The figure put Dudley among the highest spenders in the country when it came to removing messages daubed on buildings, despite actual graffiti incidents being much lower than other areas.
Officials in the borough dealt with a total of 346 incidents in 2019, nearly one a day on average.
The total of £103,913 put Dudley Council 15th out of authorities that released data in terms of cash spent on removing graffiti.
But figures showed wild disparities between how much councils were spending to remove graffiti.
Enfield Council in London, for example, spent £65,000, despite recording 2,915 incidents – eight times that of Dudley.
The councils with the highest number of graffiti clean-ups were mostly in London, with Hackney top on a massive 29,236.
However, it cost the authority £300,000 to remove, only three times as much as Dudley, even though there were nearly 29,000 more incidents, according to data released by Structural Repairs.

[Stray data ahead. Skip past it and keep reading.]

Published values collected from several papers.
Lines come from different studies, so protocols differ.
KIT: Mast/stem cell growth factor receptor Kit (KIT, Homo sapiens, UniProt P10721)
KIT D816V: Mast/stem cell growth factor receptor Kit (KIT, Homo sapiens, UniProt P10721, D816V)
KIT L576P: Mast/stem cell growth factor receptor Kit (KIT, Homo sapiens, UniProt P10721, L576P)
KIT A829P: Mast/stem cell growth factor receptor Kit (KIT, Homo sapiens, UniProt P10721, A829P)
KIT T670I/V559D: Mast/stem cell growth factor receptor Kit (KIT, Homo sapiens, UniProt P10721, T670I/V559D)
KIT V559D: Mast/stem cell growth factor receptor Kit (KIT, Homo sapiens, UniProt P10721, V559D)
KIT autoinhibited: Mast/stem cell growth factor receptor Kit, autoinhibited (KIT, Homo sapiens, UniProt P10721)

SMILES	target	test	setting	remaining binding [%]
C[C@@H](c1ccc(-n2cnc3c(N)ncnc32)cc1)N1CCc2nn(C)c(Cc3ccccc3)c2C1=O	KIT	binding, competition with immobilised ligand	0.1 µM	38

Leicester was second with 16,144 but again removal costs were low in comparison with Dudley at £160,000.
Walsall Council confirmed it dealt with 85 cases last year, but did not provide the cost, saying it was "part of normal day-to-day duties for our deep cleaning crews".
Other councils in the Black Country, Staffordshire and Shropshire either did not provide the information or said it did not hold it. Lichfield said it did not have a single case.
Councillor Karen Shakespeare, cabinet member for public realm at Dudley Council, said: “Without seeing the figures in detail we can’t be sure we’re comparing like for like with other authorities.
"But what I can say is we run a dedicated and efficient team here in Dudley and our costs cover all aspects of the team including the vehicle, equipment and materials.
"The team is responsible for not only the removal of graffiti and flyposting but also the jet washing of services across the borough.
"It goes without saying that graffiti is an act of vandalism that leaves hard-working taxpayers out of pocket.
"We have to spend money cleaning up other people’s mess and that is extremely frustrating.”
More details on the study are available at structuralrepairs.com/graffiti